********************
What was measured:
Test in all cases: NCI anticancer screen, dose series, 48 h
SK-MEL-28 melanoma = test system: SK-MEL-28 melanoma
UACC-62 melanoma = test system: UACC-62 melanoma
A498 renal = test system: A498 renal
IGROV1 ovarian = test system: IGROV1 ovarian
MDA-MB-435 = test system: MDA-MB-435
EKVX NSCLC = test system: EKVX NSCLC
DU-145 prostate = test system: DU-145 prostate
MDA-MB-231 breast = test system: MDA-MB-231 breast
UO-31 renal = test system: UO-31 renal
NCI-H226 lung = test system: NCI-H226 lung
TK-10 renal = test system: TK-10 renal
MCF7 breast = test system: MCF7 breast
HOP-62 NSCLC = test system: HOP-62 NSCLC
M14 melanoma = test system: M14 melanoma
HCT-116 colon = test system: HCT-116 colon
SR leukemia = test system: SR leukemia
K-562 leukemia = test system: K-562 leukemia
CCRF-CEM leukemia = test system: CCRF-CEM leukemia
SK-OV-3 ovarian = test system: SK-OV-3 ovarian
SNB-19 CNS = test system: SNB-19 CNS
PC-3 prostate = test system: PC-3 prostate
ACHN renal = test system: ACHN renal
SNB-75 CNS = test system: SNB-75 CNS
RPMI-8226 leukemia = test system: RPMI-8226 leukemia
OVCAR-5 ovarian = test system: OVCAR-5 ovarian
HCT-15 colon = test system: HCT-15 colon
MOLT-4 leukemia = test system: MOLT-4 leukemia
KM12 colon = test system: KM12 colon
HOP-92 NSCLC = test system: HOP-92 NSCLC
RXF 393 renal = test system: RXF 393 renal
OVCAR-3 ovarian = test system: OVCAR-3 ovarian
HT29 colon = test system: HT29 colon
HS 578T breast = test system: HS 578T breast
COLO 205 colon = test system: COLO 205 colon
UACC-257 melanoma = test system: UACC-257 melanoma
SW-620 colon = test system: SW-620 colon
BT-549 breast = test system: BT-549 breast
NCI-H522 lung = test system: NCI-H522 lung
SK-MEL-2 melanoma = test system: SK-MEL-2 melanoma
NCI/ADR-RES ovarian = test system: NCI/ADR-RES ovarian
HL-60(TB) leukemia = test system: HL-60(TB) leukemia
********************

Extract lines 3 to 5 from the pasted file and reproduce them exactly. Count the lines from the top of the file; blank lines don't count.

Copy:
SK-MEL-28 melanoma = test system: SK-MEL-28 melanoma
UACC-62 melanoma = test system: UACC-62 melanoma
A498 renal = test system: A498 renal